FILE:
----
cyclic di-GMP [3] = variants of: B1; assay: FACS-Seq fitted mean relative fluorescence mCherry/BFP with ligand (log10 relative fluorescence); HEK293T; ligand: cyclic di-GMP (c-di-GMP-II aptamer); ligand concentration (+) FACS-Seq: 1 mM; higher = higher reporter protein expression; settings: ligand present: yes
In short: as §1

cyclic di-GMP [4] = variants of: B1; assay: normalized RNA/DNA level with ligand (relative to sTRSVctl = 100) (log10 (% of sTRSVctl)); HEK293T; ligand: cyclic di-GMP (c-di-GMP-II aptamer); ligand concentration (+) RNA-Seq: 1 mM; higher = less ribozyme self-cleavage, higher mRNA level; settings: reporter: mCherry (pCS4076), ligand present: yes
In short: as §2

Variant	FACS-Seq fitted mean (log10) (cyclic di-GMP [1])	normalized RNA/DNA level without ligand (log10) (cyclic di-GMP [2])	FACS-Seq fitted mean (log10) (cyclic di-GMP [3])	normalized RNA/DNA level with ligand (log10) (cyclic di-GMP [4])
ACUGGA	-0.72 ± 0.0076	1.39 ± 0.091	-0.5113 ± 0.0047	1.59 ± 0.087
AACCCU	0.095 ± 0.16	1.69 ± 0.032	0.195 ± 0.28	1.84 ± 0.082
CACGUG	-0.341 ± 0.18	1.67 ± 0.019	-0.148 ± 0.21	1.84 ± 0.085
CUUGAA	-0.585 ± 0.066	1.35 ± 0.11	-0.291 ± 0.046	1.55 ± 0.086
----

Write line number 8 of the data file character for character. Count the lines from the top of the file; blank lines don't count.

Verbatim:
CACGUG	-0.341 ± 0.18	1.67 ± 0.019	-0.148 ± 0.21	1.84 ± 0.085